Herbert Jenkins Limited, London; nd 1926?; 2nd printing.
Hardback; 135 x 190 mm; pictorial orange boards with titles on spine and front cover, publisher’s logo on back; 347 pages and 2 unpaginated leaves of advertisements for other Patrick MacGill novels. No dust jacket.
The book is in fair condition. The binding is sound though the book is cocked. Very few marks on the covers with bumping ends of spine. Page end tanning and foxing, and some internal tanning and foxing. Front paste-down endpaper annotated in pencil “F H J Anthony”, and front free endpaper annotated in pencil “F H J Anthony 45 Station Terrace Dowlais Glam”. Small chip page 307/308 with no loss of text.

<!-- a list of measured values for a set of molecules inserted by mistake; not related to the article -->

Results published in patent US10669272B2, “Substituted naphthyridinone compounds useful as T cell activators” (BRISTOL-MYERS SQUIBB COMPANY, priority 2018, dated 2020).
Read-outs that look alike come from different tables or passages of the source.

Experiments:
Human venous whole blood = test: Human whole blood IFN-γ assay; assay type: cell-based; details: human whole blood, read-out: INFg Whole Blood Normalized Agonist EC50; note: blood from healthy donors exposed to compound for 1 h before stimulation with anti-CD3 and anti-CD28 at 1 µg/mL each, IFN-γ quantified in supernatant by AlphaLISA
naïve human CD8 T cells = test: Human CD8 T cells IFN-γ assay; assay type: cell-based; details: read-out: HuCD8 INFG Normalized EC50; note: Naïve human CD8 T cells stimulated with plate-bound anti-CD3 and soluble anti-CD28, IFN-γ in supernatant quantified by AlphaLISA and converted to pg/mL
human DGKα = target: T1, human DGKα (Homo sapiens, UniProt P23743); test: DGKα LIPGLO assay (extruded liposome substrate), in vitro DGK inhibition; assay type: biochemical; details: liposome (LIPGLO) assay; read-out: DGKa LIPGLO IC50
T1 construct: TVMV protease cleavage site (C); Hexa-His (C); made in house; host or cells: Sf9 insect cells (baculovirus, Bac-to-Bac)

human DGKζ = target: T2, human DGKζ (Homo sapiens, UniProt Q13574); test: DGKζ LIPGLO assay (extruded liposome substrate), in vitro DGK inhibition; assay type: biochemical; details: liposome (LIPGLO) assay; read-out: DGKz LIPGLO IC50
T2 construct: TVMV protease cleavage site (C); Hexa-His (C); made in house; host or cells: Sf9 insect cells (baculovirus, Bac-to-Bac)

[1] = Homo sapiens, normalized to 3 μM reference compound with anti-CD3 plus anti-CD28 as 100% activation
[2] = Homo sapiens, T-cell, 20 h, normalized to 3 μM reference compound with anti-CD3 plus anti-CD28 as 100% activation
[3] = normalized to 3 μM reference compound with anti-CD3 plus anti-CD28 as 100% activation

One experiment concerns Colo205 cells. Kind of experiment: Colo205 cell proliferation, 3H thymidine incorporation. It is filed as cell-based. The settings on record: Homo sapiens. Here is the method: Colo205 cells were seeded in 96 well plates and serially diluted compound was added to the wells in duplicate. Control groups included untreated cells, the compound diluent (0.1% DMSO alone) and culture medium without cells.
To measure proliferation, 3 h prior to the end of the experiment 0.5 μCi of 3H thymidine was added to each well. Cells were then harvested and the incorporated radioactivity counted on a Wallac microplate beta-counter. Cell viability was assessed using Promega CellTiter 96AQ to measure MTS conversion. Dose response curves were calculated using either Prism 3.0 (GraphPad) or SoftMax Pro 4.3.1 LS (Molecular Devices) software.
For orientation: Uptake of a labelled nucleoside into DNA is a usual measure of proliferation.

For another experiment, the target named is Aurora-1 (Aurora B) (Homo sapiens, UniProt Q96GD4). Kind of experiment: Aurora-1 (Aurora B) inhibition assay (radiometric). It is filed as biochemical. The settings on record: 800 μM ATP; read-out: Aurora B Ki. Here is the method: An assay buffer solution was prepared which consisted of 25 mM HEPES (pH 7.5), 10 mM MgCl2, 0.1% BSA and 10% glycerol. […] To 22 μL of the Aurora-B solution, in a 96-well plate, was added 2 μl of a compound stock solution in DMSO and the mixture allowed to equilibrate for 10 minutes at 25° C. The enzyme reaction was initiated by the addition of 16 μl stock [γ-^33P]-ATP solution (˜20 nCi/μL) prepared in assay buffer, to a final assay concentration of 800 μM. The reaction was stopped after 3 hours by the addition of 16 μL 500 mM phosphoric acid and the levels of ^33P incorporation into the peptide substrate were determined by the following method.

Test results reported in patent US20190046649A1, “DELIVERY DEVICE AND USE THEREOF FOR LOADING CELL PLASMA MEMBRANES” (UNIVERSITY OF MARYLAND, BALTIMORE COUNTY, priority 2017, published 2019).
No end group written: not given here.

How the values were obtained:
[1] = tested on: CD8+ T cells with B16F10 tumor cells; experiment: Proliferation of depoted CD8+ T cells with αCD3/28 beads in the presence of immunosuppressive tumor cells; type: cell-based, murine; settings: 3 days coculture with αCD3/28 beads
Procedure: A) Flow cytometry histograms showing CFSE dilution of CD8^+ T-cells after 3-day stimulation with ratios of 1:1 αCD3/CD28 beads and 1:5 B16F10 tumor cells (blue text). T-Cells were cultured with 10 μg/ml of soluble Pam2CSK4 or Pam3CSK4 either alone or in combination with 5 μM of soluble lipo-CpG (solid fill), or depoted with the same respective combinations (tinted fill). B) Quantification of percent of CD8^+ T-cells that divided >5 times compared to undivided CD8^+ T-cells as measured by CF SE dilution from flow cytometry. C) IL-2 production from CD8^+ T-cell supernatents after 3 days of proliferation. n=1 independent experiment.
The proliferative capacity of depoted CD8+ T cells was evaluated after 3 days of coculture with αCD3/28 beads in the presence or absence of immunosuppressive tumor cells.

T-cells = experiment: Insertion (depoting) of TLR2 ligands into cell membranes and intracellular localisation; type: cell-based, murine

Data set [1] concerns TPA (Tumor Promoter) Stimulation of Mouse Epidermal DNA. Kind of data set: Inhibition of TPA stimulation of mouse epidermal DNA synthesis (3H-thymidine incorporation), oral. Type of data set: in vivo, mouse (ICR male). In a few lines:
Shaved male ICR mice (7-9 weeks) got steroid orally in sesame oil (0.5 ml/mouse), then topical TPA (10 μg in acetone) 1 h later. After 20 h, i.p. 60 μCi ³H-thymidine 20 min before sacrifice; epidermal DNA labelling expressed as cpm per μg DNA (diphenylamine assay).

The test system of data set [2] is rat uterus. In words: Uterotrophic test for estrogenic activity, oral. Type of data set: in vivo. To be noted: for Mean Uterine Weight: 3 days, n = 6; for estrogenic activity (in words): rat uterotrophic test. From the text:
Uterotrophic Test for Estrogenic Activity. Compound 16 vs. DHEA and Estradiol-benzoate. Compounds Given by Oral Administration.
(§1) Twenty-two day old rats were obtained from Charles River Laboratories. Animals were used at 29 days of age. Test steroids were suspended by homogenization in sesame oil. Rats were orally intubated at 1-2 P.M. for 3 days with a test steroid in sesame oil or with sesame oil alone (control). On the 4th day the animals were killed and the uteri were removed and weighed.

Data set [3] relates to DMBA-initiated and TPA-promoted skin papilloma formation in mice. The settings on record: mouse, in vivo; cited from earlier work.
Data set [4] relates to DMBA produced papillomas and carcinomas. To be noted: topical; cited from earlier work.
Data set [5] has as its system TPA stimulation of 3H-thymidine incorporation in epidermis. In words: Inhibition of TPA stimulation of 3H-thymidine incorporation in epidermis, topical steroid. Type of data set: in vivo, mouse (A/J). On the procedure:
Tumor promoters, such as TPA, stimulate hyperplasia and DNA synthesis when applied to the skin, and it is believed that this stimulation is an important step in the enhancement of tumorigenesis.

Patrick MacGill (1889 – 1963) was an Irish journalist, poet, and novelist, known as "The Navvy Poet" because he had worked as a navvy before he began writing.
“Sid Puddiefoot, a Cockney Coster, had early enlisted in the war. After active service in France, he was sent out to India and on the way he was washed overboard. He was picked up by a brig, the captain of which was bent on conquering a mysterious kingdom in Africa. After many adventures in an African forest, Sid Puddiefoot alone reached the kingdom, and because of his rifle and machine gun and his superior wisdom of the West, was made King. How the Coster rules the kingdom, the laws that he made, and his subsequent return to England, makes a story of absorbing interest.”
The story reflects the attitudes of the time to such matters.